The U.S. Army is deploying Iron Dome Defense Systems around Andersen Air Force Base in Guam this week to test their viability as an added cruise missile defense system. The tests come as China has increasingly tested missiles that could strike Guam from the Chinese mainland.
The Iron Dome deployment is part of a provision in the 2019 National Defense Authorization Act (NDAA), requiring the systems to be deployed to an operational theater by 2021. In a Thursday Facebook post, the 94th Army Air and Missile Defense Command said, “Soldiers and equipment from the 2-43 Air Defense Artillery Battalion from Fort Bliss, Texas will deploy in order to fulfill those NDAA requirements, test the capabilities of the system, and further train and refine the deployment capabilities of air defenders.”
The 94th Army Air And Missile Defense Command said “there is currently no plan to conduct a live fire of the system while it is on Guam.”
According to Defense News, the Army purchased the Iron Dome missile defense systems as an interim solution for cruise missile defenses.
This latest Iron Dome deployment will supplement the Army’s Terminal High Altitude Area Defense (THAAD) systems, which have been deployed on Guam since 2013 and are designed to shoot down incoming ballistic missiles.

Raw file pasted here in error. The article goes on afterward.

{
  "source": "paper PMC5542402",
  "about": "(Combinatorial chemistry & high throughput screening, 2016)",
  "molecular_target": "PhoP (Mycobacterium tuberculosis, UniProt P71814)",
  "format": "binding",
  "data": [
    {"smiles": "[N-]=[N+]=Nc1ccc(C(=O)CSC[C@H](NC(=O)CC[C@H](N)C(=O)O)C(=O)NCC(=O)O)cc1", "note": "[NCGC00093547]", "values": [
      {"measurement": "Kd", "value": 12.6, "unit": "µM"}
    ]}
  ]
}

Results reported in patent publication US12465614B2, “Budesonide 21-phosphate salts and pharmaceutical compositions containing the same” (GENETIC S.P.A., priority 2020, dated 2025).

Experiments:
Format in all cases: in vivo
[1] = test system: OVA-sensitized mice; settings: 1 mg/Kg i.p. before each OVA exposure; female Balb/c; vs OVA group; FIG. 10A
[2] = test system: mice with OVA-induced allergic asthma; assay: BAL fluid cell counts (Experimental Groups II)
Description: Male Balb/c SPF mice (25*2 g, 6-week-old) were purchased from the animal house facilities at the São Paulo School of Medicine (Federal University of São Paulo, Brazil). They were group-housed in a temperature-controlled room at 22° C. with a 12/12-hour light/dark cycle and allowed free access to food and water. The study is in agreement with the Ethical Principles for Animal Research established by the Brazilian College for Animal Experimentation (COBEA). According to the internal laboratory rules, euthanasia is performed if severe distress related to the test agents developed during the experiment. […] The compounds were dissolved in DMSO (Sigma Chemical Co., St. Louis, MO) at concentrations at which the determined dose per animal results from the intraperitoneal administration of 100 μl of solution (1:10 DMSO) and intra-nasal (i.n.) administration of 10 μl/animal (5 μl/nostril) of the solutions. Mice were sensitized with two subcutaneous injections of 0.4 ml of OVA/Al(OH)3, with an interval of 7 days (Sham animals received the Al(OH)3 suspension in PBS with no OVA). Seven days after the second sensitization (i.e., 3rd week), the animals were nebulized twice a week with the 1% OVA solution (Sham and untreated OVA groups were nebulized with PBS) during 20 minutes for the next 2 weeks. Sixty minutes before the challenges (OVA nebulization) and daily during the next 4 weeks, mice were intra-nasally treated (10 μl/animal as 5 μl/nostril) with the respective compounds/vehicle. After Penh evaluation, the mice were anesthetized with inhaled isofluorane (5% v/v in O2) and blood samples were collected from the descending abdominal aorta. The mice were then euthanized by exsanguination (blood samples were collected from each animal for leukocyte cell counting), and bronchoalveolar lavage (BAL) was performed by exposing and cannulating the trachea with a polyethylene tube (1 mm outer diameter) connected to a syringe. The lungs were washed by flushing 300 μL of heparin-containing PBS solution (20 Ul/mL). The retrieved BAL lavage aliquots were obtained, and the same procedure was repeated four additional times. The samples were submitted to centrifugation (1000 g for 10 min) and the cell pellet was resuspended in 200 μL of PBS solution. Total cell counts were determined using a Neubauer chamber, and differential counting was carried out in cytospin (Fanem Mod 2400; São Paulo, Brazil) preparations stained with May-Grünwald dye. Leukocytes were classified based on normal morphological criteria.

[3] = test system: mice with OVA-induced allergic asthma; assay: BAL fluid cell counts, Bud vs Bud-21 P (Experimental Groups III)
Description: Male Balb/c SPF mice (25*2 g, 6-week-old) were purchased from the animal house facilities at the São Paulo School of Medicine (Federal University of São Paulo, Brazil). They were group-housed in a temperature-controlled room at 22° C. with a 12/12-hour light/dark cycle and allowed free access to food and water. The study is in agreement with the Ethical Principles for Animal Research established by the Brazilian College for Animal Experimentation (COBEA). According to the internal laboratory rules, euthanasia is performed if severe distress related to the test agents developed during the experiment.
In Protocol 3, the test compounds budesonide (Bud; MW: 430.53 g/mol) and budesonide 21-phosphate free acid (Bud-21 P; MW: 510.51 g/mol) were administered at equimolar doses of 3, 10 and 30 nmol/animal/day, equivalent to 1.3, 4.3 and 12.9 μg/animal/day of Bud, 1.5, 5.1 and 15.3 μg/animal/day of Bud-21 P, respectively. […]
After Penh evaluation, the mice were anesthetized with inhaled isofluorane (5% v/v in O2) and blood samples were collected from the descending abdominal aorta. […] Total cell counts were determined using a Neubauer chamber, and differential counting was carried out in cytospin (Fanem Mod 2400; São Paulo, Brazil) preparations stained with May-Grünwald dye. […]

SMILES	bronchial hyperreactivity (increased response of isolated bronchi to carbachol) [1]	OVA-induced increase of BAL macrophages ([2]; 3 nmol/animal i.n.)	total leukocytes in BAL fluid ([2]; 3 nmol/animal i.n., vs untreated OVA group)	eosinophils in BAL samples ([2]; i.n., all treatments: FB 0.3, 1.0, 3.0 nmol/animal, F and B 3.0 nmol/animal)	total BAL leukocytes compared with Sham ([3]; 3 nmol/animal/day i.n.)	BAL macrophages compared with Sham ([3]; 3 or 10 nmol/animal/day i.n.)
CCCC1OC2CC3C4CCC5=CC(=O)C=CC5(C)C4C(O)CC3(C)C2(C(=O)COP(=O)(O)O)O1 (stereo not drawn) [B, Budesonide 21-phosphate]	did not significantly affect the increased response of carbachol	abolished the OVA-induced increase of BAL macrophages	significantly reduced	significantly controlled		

The tests come as China has increasingly developed weapons capable of reaching Guam. Last summer, China tested a number of its weapons systems in the South China Sea potentially including its DF-26 intermediate-range ballistic missile, The DF-26 has been labeled the “Guam killer” because it is the first conventionally armed ballistic missile China has developed capable of reaching the U.S. territory.
China has pursued a military strategy known as Anti-Access, Area Denial (A2/AD), which seeks to allow China to assert control over disputed regions of the western Pacific while making those regions inaccessible to outside forces like the U.S.
Guam has strategic significance to the U.S. in a potential conflict with China, as it could be used as a base of operations to counter Chinese moves in the Philippine and South China Seas. Guam’s strategic significance also makes it an important target for China in a potential future conflict; a point highlighted to Chinese state-run media’s own references to the DF-26 as a “Guam Killer” missile and a 2020 Chinese military recruitment ad depicting the bombing of the island.
In March, U.S. Navy Adml. Philip Davidson, then the commander of the U.S. Indo-Pacific Command (INDOPACOM), said Guam needs more defensive systems. Davidson said protecting the island is critical “because it prevents a cheap shot” by China, Business Insider reported.
The Iron Dome system, which was co-developed by the U.S. and Israel through Raytheon and Israel’s Rafael Advanced Defense Systems, has seen frequent use in Israel in recent years. The systems have been used to shoot down rockets fired from Gaza. The systems saw frequent usage in May, when Hamas fired hundreds of rockets towards Israel.